As I navigate adulthood, I find many opportunities for celebration. Graduating college, surviving a pandemic and second economic collapse, growing my first garden, moving in with my partner, pushing through therapy, and even baking the perfect loaf of bread. But one thing I’ll always be proud of myself for is simply making it this far. There were times when I couldn’t imagine what
it would be like to take a walk around the neighborhood, to go on an incident-free trip to the beach, to make it through a full night’s sleep, to go to school without pain and embarrassment, to get close enough to someone to fall in love.
I’ve lived with IBD all my life, having been misdiagnosed with Ulcerative Colitis at age five and enduring a subsequent decade of invasive tests, exploratory procedures, medical neglect and failed treatments. My adolescence was spent in alienation, anger and depression with low mobility, excruciating pain and lots of secrets to keep. My last year of middle school, I was finally correctly diagnosed with a similar form of Inflammatory Bowel Disease―Crohn’s―a chronic autoimmune disease, considered rare and affecting less than 200,000 Americans a year.
By the time I was a freshman in high school, my doctor told me something I never expected to hear, that he was out of ideas. I had tried every steroid, immunosuppressant and biologic, some only available to adults at the time. I was even forced to try alternative medicine: magnetic therapy, acupuncture, herbs, oils, and restrictive diets, again to no success. I was growing weaker, had dropped to 70lbs, and was in so much constant pain I couldn’t stand up straight. I was running out of time. I was left with a last resort option―to have a life-altering surgery and use a permanent Ileostomy.
The change was very difficult to grapple with at 15, but now, 10 years, three surgeries and no colon later, I am so grateful to have the quality of life I always dreamed of as a child. I immediately reached surgical remission lasting 6 years. As is typical of Crohn’s Disease’s unpredictable nature, I came out of remission during college. I experienced a series of flares, resulting in multiple trips to the E.R., intestinal strictures, using a wheelchair for a few months, and having more intestinal surgery. Being an adult on my own, I finally understood the financial burden of being sick.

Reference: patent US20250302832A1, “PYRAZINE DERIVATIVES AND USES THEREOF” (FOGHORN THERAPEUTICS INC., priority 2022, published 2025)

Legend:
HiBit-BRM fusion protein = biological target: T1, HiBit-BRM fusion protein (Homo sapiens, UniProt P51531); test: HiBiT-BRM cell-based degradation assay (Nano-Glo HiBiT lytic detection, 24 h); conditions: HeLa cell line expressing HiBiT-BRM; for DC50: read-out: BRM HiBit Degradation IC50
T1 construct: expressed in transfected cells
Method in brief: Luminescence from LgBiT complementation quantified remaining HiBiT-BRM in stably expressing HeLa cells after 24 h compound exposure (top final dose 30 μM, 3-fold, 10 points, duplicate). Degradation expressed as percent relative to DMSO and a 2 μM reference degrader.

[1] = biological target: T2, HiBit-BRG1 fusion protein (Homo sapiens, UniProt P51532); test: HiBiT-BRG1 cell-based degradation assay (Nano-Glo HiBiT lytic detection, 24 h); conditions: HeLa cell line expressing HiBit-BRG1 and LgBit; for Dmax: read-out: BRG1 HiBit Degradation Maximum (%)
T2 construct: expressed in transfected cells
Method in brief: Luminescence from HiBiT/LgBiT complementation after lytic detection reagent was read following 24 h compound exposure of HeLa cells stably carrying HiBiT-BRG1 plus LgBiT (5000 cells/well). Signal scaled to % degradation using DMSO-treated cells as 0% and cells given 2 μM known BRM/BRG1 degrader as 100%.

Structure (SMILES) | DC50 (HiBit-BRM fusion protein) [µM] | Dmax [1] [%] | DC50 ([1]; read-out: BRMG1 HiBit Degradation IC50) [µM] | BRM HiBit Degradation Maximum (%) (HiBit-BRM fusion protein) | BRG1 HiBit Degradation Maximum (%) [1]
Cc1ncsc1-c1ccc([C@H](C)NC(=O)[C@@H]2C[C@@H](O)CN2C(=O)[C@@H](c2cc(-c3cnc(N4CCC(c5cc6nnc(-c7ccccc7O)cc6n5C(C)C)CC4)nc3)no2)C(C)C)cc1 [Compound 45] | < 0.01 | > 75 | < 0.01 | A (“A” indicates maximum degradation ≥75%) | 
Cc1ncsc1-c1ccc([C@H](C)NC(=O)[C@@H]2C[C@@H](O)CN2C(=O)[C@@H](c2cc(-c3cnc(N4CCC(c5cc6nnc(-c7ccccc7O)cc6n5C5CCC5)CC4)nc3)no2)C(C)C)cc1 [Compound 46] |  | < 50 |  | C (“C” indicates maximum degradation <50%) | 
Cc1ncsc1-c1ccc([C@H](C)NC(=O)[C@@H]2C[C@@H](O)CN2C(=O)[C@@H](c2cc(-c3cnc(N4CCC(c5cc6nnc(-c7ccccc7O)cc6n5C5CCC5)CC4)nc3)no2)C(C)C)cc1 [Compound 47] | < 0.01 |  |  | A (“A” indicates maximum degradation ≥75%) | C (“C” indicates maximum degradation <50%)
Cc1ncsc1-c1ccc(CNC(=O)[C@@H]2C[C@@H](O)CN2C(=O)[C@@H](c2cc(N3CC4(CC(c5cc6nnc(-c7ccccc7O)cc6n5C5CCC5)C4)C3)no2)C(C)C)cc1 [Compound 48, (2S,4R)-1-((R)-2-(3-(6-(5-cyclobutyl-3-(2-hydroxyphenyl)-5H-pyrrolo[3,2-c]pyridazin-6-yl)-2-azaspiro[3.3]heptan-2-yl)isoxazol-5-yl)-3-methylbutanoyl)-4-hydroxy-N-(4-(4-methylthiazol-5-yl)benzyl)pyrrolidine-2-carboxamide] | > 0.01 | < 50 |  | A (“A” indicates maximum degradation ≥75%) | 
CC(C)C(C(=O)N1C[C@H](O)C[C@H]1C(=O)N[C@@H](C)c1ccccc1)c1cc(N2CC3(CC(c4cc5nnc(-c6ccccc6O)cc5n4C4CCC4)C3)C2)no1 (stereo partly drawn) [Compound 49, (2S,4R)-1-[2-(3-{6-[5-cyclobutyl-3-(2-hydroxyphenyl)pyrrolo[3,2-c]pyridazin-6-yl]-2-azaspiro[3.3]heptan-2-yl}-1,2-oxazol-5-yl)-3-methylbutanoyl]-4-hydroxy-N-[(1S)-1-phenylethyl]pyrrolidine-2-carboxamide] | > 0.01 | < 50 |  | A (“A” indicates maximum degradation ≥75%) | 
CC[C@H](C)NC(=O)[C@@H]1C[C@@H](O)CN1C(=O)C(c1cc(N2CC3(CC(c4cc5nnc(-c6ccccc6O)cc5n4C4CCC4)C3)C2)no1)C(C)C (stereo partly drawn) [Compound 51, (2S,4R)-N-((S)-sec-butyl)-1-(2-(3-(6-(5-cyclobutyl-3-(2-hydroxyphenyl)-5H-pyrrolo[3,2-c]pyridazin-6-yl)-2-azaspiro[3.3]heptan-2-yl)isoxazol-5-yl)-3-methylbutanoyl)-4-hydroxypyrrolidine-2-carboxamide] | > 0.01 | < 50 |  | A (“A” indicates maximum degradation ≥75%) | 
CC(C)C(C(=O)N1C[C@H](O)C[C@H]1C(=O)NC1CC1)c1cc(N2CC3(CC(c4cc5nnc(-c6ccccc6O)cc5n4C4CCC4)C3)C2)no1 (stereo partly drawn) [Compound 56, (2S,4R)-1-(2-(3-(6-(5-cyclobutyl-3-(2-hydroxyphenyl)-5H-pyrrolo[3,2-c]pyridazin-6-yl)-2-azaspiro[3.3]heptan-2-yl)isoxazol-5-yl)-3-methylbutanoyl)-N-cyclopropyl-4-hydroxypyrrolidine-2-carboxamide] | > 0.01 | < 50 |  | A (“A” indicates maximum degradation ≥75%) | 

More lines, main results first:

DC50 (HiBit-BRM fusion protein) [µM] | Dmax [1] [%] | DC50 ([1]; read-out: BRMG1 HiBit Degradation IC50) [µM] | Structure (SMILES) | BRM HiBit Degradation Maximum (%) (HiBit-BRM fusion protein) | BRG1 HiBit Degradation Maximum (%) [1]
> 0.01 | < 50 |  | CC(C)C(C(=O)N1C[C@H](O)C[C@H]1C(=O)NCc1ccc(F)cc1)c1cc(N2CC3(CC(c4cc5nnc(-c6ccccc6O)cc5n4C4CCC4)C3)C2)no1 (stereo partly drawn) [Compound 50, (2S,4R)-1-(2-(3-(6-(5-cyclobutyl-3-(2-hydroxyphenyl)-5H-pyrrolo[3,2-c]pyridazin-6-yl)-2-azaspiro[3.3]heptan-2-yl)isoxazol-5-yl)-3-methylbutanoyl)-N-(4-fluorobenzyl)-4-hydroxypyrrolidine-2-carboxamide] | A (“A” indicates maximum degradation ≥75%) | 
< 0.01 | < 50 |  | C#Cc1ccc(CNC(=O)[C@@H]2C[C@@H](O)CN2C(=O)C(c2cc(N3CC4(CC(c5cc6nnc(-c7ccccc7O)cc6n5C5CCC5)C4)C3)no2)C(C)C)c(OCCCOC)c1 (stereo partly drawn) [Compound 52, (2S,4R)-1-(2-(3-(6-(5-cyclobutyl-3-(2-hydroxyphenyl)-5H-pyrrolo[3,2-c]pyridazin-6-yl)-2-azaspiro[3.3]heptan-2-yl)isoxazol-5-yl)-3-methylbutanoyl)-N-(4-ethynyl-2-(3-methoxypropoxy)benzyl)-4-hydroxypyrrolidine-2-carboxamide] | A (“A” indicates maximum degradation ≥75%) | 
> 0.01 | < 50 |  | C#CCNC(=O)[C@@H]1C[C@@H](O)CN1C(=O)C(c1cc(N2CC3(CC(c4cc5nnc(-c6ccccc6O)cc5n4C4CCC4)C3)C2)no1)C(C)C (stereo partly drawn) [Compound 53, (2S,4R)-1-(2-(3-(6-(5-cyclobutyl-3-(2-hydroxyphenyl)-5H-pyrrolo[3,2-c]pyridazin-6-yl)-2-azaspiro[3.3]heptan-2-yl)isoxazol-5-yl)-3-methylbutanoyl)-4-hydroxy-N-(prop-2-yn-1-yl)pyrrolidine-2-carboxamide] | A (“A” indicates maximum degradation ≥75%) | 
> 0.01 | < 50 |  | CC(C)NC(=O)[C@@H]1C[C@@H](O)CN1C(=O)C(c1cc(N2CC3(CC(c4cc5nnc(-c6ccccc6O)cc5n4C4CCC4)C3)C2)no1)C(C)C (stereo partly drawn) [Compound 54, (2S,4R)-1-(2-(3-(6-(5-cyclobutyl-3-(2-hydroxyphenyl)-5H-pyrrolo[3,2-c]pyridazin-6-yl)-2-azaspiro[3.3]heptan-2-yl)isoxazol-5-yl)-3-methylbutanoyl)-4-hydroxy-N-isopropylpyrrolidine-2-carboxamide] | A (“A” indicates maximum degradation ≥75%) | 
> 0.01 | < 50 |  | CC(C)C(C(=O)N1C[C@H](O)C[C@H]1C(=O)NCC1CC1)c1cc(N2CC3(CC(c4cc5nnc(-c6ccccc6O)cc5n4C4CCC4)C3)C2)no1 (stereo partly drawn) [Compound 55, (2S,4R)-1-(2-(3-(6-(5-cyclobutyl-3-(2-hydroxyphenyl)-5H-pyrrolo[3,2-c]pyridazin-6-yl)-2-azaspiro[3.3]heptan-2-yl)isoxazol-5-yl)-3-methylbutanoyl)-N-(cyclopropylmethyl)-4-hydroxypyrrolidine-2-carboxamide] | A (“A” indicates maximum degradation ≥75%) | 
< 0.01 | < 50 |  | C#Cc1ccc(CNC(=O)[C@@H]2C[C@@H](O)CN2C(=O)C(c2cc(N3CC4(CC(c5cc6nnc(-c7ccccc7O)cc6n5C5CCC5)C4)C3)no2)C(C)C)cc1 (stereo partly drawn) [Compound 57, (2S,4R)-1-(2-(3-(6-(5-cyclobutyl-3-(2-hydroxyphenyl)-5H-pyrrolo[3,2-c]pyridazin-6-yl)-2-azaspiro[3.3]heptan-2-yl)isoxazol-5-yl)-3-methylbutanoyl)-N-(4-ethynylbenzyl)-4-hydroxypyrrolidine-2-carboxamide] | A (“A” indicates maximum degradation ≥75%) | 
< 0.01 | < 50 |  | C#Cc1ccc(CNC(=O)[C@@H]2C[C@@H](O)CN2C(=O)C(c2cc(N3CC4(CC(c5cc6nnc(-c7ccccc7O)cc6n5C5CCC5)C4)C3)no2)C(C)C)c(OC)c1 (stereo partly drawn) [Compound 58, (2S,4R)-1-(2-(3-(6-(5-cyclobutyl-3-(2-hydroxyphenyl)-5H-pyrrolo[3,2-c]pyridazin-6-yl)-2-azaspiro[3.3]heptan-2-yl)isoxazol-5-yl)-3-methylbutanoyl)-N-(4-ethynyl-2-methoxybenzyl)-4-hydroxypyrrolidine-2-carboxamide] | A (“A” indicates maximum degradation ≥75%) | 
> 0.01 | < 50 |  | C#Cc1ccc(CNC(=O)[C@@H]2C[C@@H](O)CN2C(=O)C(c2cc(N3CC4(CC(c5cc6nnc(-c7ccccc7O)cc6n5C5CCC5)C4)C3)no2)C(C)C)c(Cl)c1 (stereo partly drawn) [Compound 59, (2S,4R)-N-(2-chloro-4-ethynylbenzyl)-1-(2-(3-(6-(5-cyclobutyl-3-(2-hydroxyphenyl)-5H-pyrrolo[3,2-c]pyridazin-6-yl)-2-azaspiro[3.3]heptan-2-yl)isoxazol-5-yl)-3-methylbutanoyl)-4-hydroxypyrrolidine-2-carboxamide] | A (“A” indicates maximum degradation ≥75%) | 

The cost of hospital stays, operations and doctors visits was far more than I could afford, even with insurance. I went into medical debt for years before being able to pay it all down. I am now on a medication that has put me back into remission, and I’m not suffering from the constant stress and fear of getting through the day. Instead, I worry about being kicked off my parents’ health insurance 4 months from now and no longer being able to afford doctors visits, preventative procedures, ostomy supplies, or even the infusion therapy keeping me in remission. I worry about another flare up and the cost of hospitalizations and medicine. I worry that I’ll be forced to sacrifice my health and safety.
When you’re fighting for your future, paying for healthcare should not be a part of the stress. It’s hard enough just being sick. Support Medicare for All. Make sure you are registered to vote. Request your ballot as soon as possible and then immediately send it back, or better yet, deliver it in person. Make your voice heard and then hold your representatives accountable so we can guarantee healthcare for those of us who can not wait.
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